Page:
EV – Courtesy: Shutterstock – Image by Ilija Erceg
In today’s day in age, the process for buying cars is a slightly different experience. Now, shoppers have the option of choosing between different variations of EVs, such as those that rely on fuel cells, a hybrid of an electric and gas engine, and a plug-in hybrid option.
For the most part, driving around in an electric car can be a very fun experience, but it’s important to know which vehicle type will work best for your lifestyle. Keep reading to find out everything you need to know about variations of EVs.
EVs and BEVs
Electric vehicles are different from most cars that are already on the market, including other electrics because they do not use internal combustion engines. Instead, these electric vehicles are solely dependent on power from the battery. These types of car owners perform the charging in the comfort of their own home using Level 1 or 2 chargers. Sometimes, Level 3 chargers are used, but these are usually made for commercial charging sites.
Seeing how EVs rely on battery power with the help of a conventional gasoline motor, they can travel much farther on a single charge than hybrids. Other times, this car is referred to as a BEV (Battery Electric Vehicle). This term makes it easier to differentiate between the BEVs and hybrids that run on both battery power and gasoline engines.
HEVs are Hybrid Electric Vehicles. As mentioned above, these types of vehicles utilize both an electric motor and an internal combustion engine, which uses that stored energy within the battery.
One benefit of opting for a hybrid vehicle is the ability to charge your batteries through regenerative braking. Every time the car comes to a stop, kinetic energy is stored and used to charge the battery which helps the gasoline engine accelerate the vehicle.
Drivers prefer HEVs because of their unmatched fuel economy numbers and dependency on battery power, which reduces how much gas is actually used.
There are even different types of hybrids to choose from. One is nicknamed a micro or mild hybrid. This vehicle uses both an electric motor and a battery to start up the car. While it cannot solely rely on electricity, it boosts fuel economy by turning off the gasoline engine in the middle of a full stop. The other type of HEV is called a full hybrid, and this vehicle has the ability to move on electricity alone, although this is better suited for short distances.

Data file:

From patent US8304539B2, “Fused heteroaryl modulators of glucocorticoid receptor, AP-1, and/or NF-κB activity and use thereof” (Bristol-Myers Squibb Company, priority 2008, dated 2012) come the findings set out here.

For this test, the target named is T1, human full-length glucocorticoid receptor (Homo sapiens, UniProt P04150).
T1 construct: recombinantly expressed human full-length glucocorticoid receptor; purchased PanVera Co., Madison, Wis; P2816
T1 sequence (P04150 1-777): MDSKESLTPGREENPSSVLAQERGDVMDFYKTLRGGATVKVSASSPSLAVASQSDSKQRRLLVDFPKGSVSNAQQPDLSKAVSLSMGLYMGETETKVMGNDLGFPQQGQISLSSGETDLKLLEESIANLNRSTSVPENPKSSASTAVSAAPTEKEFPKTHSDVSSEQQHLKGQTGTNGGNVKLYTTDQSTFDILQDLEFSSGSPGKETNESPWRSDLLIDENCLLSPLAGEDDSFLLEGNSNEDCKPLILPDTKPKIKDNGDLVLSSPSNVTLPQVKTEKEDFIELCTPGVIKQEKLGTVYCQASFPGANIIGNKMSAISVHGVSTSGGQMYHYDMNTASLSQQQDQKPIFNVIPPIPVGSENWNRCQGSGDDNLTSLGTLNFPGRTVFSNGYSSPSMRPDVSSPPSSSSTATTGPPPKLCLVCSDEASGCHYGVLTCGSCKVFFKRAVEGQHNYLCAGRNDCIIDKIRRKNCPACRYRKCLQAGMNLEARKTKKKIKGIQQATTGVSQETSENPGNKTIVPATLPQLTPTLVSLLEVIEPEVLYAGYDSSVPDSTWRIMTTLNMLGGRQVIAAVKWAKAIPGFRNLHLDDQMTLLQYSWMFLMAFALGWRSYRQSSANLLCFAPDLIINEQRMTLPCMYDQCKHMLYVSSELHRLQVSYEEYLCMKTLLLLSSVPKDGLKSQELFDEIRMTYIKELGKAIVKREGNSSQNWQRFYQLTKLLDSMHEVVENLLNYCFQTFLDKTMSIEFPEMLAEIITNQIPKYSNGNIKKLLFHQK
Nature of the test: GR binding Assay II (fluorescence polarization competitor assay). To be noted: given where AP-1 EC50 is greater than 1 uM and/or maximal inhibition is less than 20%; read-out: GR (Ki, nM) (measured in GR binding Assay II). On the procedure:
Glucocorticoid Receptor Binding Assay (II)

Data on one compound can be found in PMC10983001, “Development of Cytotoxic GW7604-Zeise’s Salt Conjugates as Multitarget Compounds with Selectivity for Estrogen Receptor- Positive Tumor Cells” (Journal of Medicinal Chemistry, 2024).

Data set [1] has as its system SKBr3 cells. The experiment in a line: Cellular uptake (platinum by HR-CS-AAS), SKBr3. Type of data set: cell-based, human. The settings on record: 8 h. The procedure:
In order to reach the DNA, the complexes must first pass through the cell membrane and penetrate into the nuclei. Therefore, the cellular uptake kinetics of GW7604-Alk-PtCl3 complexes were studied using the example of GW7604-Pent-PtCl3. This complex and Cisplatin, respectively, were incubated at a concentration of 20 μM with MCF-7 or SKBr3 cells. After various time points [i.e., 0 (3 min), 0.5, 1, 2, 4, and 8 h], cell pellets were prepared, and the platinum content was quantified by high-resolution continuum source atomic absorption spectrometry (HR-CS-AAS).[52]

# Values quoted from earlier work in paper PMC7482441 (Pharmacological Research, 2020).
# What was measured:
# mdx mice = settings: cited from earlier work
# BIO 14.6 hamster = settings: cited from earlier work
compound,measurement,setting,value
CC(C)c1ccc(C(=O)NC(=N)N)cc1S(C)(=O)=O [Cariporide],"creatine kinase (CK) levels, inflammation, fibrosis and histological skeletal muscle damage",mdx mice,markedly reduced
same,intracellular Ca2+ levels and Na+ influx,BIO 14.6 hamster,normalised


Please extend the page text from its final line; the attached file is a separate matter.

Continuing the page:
Last but not least is the plug-in hybrid, also known as a PHEV. This type of vehicle is similar to that of an HEV in the same sense that both have a battery-powered electric motor and gasoline engine. The difference is that the plug-in runs mainly on its electric motor, and won’t dig into the gasoline engine until the battery completely runs out of power.
Overall this system can reduce the amount of gas used by up to 60 percent. In addition, plug-ins can travel up to 40 miles without gasoline, compared to only a few miles with a traditional hybrid vehicle.
Types of PHEVs:
- EREVs (Extended Range Electric Vehicles) or series plug-in hybrids, have an electric motor push the vehicle, while the gasoline engine is responsible for generating electricity. When the battery runs out, the electricity in the engine’s stored electricity seizes the power of the vehicle.
- Meanwhile, parallel or blended PHEVs have their internal combustion engines and electric motors to move the car together.
Driver’s Auto Mart
Now that you are knowledgeable about the different types of electric vehicles, why not use what you have learned and apply it to your car buying experience at Driver’s Auto Mart. We carry a wide range of vehicles from various manufacturers that are pre-owned and incredibly up-to-date.
Moreover, our EV-preferred customers will enjoy our selection of electrics such as the Chevy Bolt or Ford Fusion Hybrid. One simply has to check our online pre-owned inventory to search used inventory and chat with a representative for further assistance.
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Terry is an avid Nascar fan who grew up attending races at Charlotte Motor Speedway in Concord, North Carolina, just down the road from his hometown of China Grove, NC. Terry currently resides in Wellington and has been writing for 15 years. He also enjoys watching the Road Runner Looney Tunes cartoon with his two sons in his spare time.